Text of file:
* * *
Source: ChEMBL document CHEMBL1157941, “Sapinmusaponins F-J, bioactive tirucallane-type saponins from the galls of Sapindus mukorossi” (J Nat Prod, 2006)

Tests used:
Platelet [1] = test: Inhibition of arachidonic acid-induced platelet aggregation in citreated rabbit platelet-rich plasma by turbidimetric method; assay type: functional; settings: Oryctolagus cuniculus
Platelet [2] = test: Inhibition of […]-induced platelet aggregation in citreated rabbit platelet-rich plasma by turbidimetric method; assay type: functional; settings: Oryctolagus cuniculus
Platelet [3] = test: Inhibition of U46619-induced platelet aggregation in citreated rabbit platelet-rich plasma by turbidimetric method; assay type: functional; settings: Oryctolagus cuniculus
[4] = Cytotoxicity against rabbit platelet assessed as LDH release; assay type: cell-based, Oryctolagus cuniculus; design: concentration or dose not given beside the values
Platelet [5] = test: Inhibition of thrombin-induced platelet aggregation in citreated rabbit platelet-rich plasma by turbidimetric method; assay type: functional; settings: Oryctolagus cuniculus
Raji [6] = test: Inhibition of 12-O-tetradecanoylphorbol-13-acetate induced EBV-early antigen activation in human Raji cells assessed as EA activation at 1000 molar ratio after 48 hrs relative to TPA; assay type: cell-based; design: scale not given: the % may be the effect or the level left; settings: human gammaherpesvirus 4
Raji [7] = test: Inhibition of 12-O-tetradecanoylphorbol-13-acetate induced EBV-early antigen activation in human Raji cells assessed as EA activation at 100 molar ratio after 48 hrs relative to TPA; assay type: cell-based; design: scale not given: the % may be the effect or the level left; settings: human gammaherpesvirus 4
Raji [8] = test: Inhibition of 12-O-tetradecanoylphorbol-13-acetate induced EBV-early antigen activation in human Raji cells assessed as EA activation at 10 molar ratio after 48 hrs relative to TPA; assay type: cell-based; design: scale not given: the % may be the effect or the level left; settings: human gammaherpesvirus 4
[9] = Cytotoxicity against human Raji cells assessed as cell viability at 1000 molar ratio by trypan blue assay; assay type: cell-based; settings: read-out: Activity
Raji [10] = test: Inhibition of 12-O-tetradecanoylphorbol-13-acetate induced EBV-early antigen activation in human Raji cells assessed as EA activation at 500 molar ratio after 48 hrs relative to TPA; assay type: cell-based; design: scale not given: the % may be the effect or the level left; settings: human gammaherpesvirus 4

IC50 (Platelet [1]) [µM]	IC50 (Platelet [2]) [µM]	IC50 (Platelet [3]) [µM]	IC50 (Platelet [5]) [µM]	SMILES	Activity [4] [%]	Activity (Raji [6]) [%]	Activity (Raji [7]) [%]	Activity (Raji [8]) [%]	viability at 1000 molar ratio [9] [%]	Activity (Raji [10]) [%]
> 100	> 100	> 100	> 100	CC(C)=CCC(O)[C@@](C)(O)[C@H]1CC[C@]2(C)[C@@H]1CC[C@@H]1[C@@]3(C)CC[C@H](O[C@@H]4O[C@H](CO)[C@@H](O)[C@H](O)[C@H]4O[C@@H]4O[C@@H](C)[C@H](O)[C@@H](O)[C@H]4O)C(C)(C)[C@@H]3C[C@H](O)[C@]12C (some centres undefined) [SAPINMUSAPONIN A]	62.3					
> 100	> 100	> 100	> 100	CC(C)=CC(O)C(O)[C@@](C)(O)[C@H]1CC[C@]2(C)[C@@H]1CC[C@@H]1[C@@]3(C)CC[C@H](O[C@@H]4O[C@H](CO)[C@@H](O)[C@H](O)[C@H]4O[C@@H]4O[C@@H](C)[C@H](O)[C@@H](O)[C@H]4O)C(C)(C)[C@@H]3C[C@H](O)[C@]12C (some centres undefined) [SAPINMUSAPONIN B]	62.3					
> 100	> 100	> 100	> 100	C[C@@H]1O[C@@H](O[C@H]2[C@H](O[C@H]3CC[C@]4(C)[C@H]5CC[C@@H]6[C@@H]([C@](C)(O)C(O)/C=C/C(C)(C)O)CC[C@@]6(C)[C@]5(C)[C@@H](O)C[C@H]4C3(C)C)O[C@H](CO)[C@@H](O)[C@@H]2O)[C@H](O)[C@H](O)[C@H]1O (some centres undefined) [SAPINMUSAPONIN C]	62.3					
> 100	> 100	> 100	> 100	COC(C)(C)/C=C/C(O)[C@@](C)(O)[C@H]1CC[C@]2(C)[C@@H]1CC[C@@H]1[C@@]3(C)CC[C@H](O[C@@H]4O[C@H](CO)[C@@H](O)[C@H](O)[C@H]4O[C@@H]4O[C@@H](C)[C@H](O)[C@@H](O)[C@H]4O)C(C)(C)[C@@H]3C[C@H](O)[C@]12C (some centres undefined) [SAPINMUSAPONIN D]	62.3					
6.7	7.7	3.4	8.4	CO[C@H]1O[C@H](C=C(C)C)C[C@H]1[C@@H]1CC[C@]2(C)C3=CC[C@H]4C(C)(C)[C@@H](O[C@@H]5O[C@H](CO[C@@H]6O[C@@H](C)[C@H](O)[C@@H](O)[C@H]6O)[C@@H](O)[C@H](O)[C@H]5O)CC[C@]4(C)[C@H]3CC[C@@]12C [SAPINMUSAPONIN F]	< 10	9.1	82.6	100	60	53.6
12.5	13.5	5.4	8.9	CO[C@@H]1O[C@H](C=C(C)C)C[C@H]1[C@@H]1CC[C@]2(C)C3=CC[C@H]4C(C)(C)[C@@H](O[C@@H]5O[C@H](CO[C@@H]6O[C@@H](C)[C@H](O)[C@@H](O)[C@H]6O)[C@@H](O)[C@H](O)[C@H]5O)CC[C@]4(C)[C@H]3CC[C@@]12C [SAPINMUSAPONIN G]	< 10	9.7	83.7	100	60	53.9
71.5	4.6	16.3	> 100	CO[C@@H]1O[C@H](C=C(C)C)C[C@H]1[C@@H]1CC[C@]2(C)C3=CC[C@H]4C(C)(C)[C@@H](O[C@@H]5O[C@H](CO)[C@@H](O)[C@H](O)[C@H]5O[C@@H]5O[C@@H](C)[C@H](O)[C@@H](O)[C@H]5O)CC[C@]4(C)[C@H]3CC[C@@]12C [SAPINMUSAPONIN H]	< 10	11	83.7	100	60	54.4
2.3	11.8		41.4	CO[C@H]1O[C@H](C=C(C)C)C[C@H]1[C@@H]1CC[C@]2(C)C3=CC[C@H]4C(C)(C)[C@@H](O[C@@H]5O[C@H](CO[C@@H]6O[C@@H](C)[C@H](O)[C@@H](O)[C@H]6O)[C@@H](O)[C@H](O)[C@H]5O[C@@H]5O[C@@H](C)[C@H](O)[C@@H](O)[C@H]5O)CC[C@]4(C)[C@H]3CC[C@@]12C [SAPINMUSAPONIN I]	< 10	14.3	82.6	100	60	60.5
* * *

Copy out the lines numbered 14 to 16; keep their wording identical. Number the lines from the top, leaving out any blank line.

> 100	> 100	> 100	> 100	CC(C)=CCC(O)[C@@](C)(O)[C@H]1CC[C@]2(C)[C@@H]1CC[C@@H]1[C@@]3(C)CC[C@H](O[C@@H]4O[C@H](CO)[C@@H](O)[C@H](O)[C@H]4O[C@@H]4O[C@@H](C)[C@H](O)[C@@H](O)[C@H]4O)C(C)(C)[C@@H]3C[C@H](O)[C@]12C (some centres undefined) [SAPINMUSAPONIN A]	62.3					
> 100	> 100	> 100	> 100	CC(C)=CC(O)C(O)[C@@](C)(O)[C@H]1CC[C@]2(C)[C@@H]1CC[C@@H]1[C@@]3(C)CC[C@H](O[C@@H]4O[C@H](CO)[C@@H](O)[C@H](O)[C@H]4O[C@@H]4O[C@@H](C)[C@H](O)[C@@H](O)[C@H]4O)C(C)(C)[C@@H]3C[C@H](O)[C@]12C (some centres undefined) [SAPINMUSAPONIN B]	62.3					
> 100	> 100	> 100	> 100	C[C@@H]1O[C@@H](O[C@H]2[C@H](O[C@H]3CC[C@]4(C)[C@H]5CC[C@@H]6[C@@H]([C@](C)(O)C(O)/C=C/C(C)(C)O)CC[C@@]6(C)[C@]5(C)[C@@H](O)C[C@H]4C3(C)C)O[C@H](CO)[C@@H](O)[C@@H]2O)[C@H](O)[C@H](O)[C@H]1O (some centres undefined) [SAPINMUSAPONIN C]	62.3					